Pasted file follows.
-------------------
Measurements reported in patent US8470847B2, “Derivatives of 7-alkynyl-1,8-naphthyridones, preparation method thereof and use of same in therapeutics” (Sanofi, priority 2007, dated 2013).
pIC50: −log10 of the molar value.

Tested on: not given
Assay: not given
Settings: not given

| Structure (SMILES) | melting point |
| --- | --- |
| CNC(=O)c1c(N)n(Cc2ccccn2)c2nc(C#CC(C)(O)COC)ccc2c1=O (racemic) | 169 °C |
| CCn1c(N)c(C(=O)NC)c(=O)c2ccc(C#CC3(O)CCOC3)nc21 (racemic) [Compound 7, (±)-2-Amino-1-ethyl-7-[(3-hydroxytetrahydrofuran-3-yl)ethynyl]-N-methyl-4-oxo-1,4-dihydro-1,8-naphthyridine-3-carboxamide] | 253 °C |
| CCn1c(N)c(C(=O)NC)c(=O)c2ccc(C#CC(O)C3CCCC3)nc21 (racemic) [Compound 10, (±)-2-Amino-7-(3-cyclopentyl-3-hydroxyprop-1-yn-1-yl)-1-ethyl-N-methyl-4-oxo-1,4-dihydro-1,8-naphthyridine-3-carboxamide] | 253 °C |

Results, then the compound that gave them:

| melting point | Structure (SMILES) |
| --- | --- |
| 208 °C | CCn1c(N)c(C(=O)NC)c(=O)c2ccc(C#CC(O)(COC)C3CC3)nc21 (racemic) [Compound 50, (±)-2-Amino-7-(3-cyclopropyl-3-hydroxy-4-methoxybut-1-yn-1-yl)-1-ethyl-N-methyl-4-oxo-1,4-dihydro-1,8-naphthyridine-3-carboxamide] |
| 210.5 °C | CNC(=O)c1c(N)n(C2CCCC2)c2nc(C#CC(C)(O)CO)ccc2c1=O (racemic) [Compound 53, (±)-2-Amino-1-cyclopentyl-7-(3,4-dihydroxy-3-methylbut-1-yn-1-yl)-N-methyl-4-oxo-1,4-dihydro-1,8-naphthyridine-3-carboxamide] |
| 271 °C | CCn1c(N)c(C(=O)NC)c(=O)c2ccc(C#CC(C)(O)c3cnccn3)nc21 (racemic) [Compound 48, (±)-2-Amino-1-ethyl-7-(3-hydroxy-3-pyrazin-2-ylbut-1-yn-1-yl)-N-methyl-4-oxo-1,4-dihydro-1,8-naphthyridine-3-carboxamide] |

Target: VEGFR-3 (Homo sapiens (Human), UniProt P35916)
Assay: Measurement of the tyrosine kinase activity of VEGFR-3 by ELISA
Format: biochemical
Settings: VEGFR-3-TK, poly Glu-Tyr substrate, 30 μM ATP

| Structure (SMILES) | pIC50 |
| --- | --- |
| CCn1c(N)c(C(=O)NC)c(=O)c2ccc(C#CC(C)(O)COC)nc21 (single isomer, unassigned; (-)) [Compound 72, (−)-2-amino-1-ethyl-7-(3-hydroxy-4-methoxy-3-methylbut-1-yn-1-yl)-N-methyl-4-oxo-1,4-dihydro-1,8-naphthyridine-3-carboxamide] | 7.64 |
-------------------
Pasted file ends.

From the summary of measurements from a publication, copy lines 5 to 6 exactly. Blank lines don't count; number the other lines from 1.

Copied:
Settings: not given

| Structure (SMILES) | melting point |